Lovely Chablis 14/08/2017

What.A.Weekend!

One of the most mischievous in a while, and with mischief comes wine!

My first story is about Stamford’s very own George Hotel, which I visited on Saturday lunchtime with my sister Harry. We noticed a young chap down in the cellar and Harry suggested taking a photograph, so I nipped over to see if he minded. Charming chap that he was, he gave me a bit of a tour really and hastily told me (he was holding some rather heavy boxes) that the wine cellar actually used to be a mortuary because back in tut day, that side of the hotel was a hospital. Isn’t that thrilling? He then said about one particularly fearful moment in the early hours of the morning where he fumbled in the dark for a bottle and grabbed a sleeping pussycat instead, you could imagine his fear, former mortuary, and a creative mind…

This excerpt is taken from The George Hotel of Stamford’s website:

The George of those times must have been comparatively small, for the present George incorporates much of the structure of two religious houses which bounded the old inn on each side. On the south stood the house of the Holy Sepulchre, a hospital of the Knights of St. John of Jerusalem, sometimes called Knights Hospitallers. Here all pilgrims and knights of the Holy Sepulchre were entertained as they travelled from the north on their journey to Jerusalem to visit the Sepulchre of Christ, the knights accompanying the pilgrims for protection.

Remains of the ancient hospital, partly destroyed by a Lancastrian army in 1461 during the Wars of the Roses, can be seen in the crypt under what is now the Champagne bar, and in the short vaulted passage of Perpendicular date which gives access to the beautiful and tranquil gardens. One historian has claimed that part of this block of buildings is the original chancel of the chapel of St. Mary Magdelen, once attached to the house of St. Sepulchre. It is interesting to note that there is a trefoil motif in the gable end denoting the Holy Trinity. Triple trefoils can also be seen over two medieval gateways in the garden.

The founder of this hospital of St. John and St. Thomas was one Brando, a monk of Peterborough Abbey, who started it in 1174, selling all of his possessions to do so. Later in 1189, Richard Humez, who held the manor of Stamford, and Bertram de Verdun his ward, gave the hospital a large meadow with orchard, and “The George Inn”, and in this Inn yard “one Siward” built a handsome church.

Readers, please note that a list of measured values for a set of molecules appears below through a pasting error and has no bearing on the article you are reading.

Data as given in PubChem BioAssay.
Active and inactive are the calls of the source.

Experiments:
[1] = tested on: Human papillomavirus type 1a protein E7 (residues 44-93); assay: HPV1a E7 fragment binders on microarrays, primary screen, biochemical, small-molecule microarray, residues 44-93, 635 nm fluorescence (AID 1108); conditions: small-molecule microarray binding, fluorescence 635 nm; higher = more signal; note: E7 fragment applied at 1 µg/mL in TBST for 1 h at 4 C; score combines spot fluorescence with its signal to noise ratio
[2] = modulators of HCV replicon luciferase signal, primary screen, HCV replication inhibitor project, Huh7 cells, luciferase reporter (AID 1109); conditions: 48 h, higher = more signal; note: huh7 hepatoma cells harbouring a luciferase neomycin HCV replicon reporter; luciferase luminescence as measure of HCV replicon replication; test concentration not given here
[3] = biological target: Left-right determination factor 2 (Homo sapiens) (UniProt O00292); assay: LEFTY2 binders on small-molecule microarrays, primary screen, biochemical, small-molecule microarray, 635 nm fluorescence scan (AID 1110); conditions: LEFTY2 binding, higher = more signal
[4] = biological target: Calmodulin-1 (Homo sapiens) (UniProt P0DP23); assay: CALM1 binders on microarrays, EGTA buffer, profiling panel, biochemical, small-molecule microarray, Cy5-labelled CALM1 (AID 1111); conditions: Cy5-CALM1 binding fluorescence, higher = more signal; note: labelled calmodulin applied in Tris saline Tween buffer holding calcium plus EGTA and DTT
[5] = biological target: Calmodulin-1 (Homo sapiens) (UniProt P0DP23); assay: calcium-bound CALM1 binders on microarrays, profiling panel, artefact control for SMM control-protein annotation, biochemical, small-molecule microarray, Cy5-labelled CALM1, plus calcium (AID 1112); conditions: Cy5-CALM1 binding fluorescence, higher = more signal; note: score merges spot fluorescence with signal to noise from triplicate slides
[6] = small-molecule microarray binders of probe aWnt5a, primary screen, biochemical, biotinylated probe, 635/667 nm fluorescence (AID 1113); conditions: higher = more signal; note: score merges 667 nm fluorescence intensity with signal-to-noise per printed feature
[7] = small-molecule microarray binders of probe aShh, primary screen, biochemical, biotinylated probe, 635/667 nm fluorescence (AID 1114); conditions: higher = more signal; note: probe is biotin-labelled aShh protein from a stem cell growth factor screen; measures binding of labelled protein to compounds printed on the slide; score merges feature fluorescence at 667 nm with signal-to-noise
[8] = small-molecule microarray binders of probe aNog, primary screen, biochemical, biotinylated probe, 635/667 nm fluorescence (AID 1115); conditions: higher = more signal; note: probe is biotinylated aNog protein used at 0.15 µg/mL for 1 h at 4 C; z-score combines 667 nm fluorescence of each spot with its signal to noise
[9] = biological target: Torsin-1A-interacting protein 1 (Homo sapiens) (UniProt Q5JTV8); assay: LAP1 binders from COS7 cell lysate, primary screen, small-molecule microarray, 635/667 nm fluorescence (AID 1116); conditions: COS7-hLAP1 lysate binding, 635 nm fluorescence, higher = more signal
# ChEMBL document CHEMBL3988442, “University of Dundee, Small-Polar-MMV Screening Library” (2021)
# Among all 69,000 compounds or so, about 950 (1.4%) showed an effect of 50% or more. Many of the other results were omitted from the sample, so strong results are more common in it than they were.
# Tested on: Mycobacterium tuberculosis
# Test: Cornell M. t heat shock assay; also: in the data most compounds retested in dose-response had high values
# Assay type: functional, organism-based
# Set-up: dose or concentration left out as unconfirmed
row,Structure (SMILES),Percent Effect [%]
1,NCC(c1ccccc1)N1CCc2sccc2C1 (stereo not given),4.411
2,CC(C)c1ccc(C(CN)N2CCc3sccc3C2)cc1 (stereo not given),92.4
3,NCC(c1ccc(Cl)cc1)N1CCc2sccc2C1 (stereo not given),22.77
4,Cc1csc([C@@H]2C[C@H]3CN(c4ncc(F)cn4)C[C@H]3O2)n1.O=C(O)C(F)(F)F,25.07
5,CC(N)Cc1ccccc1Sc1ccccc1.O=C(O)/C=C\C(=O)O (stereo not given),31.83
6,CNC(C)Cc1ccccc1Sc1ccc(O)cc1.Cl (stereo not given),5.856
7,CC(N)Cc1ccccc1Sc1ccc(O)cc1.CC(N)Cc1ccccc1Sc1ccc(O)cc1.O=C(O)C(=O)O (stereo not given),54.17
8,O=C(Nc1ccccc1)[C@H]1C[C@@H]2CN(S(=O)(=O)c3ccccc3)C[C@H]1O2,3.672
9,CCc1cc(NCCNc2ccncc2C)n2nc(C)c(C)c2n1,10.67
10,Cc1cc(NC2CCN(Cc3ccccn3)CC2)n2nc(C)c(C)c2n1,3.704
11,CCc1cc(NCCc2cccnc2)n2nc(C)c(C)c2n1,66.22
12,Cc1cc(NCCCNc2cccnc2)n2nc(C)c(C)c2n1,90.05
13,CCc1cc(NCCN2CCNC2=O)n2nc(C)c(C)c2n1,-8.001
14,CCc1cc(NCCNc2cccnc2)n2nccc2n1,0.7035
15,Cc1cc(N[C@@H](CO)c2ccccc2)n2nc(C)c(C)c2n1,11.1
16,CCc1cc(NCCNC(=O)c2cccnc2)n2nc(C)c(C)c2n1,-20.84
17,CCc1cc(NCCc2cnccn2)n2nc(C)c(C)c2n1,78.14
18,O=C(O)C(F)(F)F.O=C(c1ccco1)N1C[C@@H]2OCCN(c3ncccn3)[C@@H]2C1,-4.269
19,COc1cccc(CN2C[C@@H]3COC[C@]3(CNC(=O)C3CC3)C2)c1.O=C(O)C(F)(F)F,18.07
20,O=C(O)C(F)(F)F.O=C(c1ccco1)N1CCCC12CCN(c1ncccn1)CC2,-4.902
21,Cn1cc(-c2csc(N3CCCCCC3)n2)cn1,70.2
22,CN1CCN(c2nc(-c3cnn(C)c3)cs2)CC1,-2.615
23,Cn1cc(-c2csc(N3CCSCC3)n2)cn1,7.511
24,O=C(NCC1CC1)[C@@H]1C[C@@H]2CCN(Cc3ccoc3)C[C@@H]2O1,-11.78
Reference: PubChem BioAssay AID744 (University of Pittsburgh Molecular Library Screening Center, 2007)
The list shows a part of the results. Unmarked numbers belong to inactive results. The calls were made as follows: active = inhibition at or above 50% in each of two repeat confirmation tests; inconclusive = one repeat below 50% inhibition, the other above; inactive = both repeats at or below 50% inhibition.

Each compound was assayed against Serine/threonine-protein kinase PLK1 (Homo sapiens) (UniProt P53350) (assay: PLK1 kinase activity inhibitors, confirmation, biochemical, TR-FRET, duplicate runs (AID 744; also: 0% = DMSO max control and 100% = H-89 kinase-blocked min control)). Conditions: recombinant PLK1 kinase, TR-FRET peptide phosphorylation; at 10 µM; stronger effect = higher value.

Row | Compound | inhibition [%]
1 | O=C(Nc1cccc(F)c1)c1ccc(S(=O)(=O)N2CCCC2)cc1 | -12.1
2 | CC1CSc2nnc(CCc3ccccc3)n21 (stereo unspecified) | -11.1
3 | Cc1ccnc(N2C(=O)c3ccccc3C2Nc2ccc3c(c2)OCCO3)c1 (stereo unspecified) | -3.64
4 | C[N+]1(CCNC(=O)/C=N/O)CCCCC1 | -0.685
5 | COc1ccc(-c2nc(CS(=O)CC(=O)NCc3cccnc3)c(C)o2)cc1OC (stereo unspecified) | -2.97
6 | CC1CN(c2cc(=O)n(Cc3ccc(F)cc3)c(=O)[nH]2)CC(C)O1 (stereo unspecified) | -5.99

Most interesting don’t you think?

Anyway as for wine at The George, I went for a glass of the Chablis. I’ve never had a bad wine at The George, it’s the most beautiful place for a drink if you’re passing. The Consultant for wine there is interestingly John Hoskins MW, the owner of The Old Bridge at Huntingdon that you may have heard me refer to previously. I saw him out jogging at the weekend actually, very nearly ran the poor chap over, wouldn’t that have been a tragedy.

Gerard Duplessis

2015 Chablis Premier Cru Montmains 13%

This was a delicious, mineral rich glass of white that left a really length flavour behind. It was so smooth that it went down really fast which was a bit of a problem. I went for the prawns, which it accompanied beautifully. I say mineral rich because there was absolutely no tanginess to the white whatsoever, which is perfect for me and I would 100% go for this again.

Chablis is a cooler wine region in northern Burgundy. The wines are made from 100% Chardonnay grape, and the cooler climate is what gives Chablis it’s signature taste and actually slight lack in smell.

We’re now into Saturday evening where my mum, sister and I headed to the local(ish) pub for a quick drink as the sun set. It was a magnificent evening, you’ll see from the arty farty photos I took that it was truly golden. I opted for prosecco, we all did actually and had a naughty dessert to go with it.

Bolla Conegliano Valdobbiadene

Prosecco 11%

This is a really dry prosecco, quite refreshing but nothing special, a little too on the clean side. However, it washed the warm brownie down brilliantly and was served in one of those miniature bottles which are always fun.

Let’s fast forward to Sunday where I had rather too many glasses of a tasty Merlot in The Finches Arms, a charming pub near Rutland Water.

Terre du Soleil Merlot Pays d’Oc 2016, 13.5%

Somehow, one large glass turned into around four, maybe five, but from what I do remember it was a charming red, unlike the service which was frankly just plain odd, most unusual for this quaint little pub.

There were other drinks in between these drinks including Lunetta Prosecco that I have previously reviewed on my Ascot blog, here.

The fabulous cellar at The George Hotel of Stamford (former mortuary.)

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